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Nat Neurosci. 2018 Oct;21(10):1471-1481. doi: 10.1038/s41593-018-0239-5. Epub 2018 Sep 26.

Triple dissociation of attention and decision computations across prefrontal cortex.

Author information

1
Sobell Department of Motor Neuroscience, University College London, London, UK. laurence.hunt@psych.ox.ac.uk.
2
Wellcome Centre for Human Neuroimaging, University College London, London, UK. laurence.hunt@psych.ox.ac.uk.
3
Wellcome Centre for Integrative Neuroimaging, University of Oxford, Oxford, UK. laurence.hunt@psych.ox.ac.uk.
4
Oxford Health NHS Foundation Trust, Oxford, UK. laurence.hunt@psych.ox.ac.uk.
5
Sobell Department of Motor Neuroscience, University College London, London, UK.
6
Wellcome Centre for Human Neuroimaging, University College London, London, UK.
7
International Neuroscience Doctoral Programme, Champalimaud Foundation, Lisbon, Portugal.
8
Instituto de Medicina Molecular, Faculdade de Medicina, Universidade de Lisboa, Lisbon, Portugal.
9
Wellcome Centre for Integrative Neuroimaging, University of Oxford, Oxford, UK.
10
Sobell Department of Motor Neuroscience, University College London, London, UK. s.kennerley@ucl.ac.uk.

Abstract

Naturalistic decision-making typically involves sequential deployment of attention to choice alternatives to gather information before a decision is made. Attention filters how information enters decision circuits, thus implying that attentional control may shape how decision computations unfold. We recorded neuronal activity from three subregions of the prefrontal cortex (PFC) while monkeys performed an attention-guided decision-making task. From the first saccade to decision-relevant information, a triple dissociation of decision- and attention-related computations emerged in parallel across PFC subregions. During subsequent saccades, orbitofrontal cortex activity reflected the value comparison between currently and previously attended information. In contrast, the anterior cingulate cortex carried several signals reflecting belief updating in light of newly attended information, the integration of evidence to a decision bound and an emerging plan for what action to choose. Our findings show how anatomically dissociable PFC representations evolve during attention-guided information search, supporting computations critical for value-guided choice.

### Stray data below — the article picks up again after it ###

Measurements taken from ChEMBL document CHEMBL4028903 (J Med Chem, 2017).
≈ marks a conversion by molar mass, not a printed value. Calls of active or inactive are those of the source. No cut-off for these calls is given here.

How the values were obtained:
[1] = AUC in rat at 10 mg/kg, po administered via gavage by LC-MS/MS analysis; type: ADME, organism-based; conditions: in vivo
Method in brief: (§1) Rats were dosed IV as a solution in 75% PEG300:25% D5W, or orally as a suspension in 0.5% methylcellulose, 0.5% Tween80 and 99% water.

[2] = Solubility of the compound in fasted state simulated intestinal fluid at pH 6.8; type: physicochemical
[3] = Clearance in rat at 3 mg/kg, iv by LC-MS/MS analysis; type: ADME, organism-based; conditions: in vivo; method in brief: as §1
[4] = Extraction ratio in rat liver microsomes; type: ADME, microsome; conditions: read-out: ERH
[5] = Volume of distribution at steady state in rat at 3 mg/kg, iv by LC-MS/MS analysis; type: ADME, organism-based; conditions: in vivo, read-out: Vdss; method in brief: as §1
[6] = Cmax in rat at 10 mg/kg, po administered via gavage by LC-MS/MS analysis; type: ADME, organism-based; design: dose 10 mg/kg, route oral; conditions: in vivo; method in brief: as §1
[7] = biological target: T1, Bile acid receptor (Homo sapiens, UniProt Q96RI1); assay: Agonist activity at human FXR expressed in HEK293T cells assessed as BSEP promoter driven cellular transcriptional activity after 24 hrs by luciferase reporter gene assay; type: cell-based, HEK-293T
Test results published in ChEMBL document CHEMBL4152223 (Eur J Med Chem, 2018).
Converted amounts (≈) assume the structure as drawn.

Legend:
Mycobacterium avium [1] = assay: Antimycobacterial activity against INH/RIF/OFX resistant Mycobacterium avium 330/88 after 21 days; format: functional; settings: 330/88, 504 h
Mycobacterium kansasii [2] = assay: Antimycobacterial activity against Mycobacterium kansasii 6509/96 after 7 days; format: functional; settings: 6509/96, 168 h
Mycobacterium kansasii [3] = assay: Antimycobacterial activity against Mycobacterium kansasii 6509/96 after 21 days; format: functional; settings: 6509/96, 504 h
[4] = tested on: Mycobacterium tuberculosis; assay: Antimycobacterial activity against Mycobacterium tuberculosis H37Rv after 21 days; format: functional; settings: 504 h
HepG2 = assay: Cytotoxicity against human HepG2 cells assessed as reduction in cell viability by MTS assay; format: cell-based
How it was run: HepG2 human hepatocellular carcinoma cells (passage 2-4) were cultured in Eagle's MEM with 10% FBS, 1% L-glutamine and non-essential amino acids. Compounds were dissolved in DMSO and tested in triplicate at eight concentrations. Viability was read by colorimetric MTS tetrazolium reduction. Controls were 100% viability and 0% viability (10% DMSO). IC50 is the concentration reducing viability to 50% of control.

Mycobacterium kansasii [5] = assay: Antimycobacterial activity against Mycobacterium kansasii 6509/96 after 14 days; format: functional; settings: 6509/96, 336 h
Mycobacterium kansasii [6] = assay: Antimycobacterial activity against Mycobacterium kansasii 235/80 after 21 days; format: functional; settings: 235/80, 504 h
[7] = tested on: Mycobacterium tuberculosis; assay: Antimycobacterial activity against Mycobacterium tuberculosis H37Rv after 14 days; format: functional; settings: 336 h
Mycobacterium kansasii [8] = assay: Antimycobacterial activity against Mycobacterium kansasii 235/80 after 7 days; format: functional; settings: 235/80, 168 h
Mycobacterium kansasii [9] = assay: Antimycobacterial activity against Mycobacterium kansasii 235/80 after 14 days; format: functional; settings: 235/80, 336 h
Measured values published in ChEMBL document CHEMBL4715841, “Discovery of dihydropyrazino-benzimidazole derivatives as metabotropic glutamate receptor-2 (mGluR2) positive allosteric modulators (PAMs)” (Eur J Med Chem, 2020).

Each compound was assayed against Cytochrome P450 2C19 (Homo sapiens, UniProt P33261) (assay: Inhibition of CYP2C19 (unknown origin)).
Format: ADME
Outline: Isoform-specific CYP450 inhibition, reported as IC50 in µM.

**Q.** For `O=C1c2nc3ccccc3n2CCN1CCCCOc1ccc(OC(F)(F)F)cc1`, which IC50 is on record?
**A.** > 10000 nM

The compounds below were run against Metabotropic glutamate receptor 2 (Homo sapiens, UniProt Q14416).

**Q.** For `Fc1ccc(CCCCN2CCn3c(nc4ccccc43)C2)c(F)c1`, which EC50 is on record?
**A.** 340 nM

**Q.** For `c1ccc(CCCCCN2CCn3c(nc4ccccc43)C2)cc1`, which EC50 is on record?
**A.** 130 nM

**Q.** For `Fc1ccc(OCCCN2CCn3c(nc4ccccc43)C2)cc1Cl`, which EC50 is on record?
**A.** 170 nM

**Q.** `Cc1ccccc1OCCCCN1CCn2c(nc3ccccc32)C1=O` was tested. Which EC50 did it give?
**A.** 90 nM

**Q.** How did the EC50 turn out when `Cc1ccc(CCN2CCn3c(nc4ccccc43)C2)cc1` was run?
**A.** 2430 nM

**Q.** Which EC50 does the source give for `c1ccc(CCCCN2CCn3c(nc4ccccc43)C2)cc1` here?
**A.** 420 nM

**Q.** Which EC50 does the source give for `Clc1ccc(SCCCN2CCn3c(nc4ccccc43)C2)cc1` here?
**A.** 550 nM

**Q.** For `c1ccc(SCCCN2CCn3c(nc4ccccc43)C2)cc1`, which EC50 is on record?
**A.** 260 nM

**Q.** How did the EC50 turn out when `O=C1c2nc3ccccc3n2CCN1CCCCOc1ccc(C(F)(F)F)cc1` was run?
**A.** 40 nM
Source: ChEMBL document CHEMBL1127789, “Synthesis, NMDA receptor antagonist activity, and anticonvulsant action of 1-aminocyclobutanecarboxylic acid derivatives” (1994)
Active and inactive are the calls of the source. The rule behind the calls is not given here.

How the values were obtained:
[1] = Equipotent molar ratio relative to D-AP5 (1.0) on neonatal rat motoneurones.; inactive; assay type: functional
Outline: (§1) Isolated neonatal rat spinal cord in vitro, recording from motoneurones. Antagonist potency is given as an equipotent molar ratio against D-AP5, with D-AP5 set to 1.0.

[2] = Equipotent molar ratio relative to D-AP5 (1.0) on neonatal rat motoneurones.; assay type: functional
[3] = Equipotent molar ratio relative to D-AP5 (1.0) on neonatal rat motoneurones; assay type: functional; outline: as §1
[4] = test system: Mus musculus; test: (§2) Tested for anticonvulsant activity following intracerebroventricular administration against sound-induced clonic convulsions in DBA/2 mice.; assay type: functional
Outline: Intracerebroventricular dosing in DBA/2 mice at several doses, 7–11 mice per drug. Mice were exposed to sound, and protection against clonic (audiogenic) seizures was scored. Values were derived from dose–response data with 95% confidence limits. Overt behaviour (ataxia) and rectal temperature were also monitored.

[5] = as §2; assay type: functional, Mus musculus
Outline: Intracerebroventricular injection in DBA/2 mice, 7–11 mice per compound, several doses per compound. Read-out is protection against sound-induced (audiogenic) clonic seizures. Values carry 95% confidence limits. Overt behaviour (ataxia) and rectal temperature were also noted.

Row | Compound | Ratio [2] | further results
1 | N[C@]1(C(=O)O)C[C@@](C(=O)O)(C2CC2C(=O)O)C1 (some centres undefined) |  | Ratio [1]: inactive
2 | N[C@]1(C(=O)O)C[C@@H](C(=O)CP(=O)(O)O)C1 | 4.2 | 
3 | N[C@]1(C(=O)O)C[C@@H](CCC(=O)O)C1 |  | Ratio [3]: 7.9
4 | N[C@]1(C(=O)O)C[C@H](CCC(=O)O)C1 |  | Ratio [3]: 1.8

PMID:
30258238
PMCID:
PMC6331040
DOI:
10.1038/s41593-018-0239-5
[Indexed for MEDLINE]
Free PMC Article

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